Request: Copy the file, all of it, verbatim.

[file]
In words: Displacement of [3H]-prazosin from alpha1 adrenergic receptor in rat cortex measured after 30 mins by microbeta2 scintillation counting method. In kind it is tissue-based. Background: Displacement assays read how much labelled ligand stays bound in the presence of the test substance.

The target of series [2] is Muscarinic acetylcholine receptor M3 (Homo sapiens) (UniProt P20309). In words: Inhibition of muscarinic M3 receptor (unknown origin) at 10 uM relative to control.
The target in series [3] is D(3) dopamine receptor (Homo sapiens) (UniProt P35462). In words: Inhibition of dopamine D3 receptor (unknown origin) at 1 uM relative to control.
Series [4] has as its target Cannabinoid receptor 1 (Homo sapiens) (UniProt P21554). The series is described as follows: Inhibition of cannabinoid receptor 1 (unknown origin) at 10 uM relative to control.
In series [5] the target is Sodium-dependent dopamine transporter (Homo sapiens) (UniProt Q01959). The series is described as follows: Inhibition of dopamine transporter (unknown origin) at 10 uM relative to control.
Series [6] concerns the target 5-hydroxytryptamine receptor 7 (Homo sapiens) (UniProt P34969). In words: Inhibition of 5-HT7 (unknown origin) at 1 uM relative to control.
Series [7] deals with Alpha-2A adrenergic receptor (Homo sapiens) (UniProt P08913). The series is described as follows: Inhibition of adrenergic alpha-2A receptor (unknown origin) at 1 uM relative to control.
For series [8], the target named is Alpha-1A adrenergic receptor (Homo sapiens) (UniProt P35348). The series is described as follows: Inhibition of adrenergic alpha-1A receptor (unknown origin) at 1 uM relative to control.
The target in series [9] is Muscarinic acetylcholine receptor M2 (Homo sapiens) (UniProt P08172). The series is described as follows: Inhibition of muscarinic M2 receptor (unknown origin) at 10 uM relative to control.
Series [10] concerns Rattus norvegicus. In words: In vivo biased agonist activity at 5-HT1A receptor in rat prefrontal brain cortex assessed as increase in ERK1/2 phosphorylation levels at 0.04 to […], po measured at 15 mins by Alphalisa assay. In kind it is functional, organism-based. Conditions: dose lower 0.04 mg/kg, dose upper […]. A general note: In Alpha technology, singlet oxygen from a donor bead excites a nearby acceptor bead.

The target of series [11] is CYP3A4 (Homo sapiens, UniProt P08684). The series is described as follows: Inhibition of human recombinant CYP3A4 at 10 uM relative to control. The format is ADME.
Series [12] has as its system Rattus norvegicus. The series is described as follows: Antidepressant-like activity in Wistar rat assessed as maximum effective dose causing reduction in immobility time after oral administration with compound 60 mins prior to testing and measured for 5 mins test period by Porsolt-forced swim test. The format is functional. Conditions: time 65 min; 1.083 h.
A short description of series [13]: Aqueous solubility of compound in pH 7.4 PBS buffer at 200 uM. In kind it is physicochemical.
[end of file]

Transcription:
In words: Displacement of [3H]-prazosin from alpha1 adrenergic receptor in rat cortex measured after 30 mins by microbeta2 scintillation counting method. In kind it is tissue-based. Background: Displacement assays read how much labelled ligand stays bound in the presence of the test substance.

The target of series [2] is Muscarinic acetylcholine receptor M3 (Homo sapiens) (UniProt P20309). In words: Inhibition of muscarinic M3 receptor (unknown origin) at 10 uM relative to control.
The target in series [3] is D(3) dopamine receptor (Homo sapiens) (UniProt P35462). In words: Inhibition of dopamine D3 receptor (unknown origin) at 1 uM relative to control.
Series [4] has as its target Cannabinoid receptor 1 (Homo sapiens) (UniProt P21554). The series is described as follows: Inhibition of cannabinoid receptor 1 (unknown origin) at 10 uM relative to control.
In series [5] the target is Sodium-dependent dopamine transporter (Homo sapiens) (UniProt Q01959). The series is described as follows: Inhibition of dopamine transporter (unknown origin) at 10 uM relative to control.
Series [6] concerns the target 5-hydroxytryptamine receptor 7 (Homo sapiens) (UniProt P34969). In words: Inhibition of 5-HT7 (unknown origin) at 1 uM relative to control.
Series [7] deals with Alpha-2A adrenergic receptor (Homo sapiens) (UniProt P08913). The series is described as follows: Inhibition of adrenergic alpha-2A receptor (unknown origin) at 1 uM relative to control.
For series [8], the target named is Alpha-1A adrenergic receptor (Homo sapiens) (UniProt P35348). The series is described as follows: Inhibition of adrenergic alpha-1A receptor (unknown origin) at 1 uM relative to control.
The target in series [9] is Muscarinic acetylcholine receptor M2 (Homo sapiens) (UniProt P08172). The series is described as follows: Inhibition of muscarinic M2 receptor (unknown origin) at 10 uM relative to control.
Series [10] concerns Rattus norvegicus. In words: In vivo biased agonist activity at 5-HT1A receptor in rat prefrontal brain cortex assessed as increase in ERK1/2 phosphorylation levels at 0.04 to […], po measured at 15 mins by Alphalisa assay. In kind it is functional, organism-based. Conditions: dose lower 0.04 mg/kg, dose upper […]. A general note: In Alpha technology, singlet oxygen from a donor bead excites a nearby acceptor bead.

The target of series [11] is CYP3A4 (Homo sapiens, UniProt P08684). The series is described as follows: Inhibition of human recombinant CYP3A4 at 10 uM relative to control. The format is ADME.
Series [12] has as its system Rattus norvegicus. The series is described as follows: Antidepressant-like activity in Wistar rat assessed as maximum effective dose causing reduction in immobility time after oral administration with compound 60 mins prior to testing and measured for 5 mins test period by Porsolt-forced swim test. The format is functional. Conditions: time 65 min; 1.083 h.
A short description of series [13]: Aqueous solubility of compound in pH 7.4 PBS buffer at 200 uM. In kind it is physicochemical.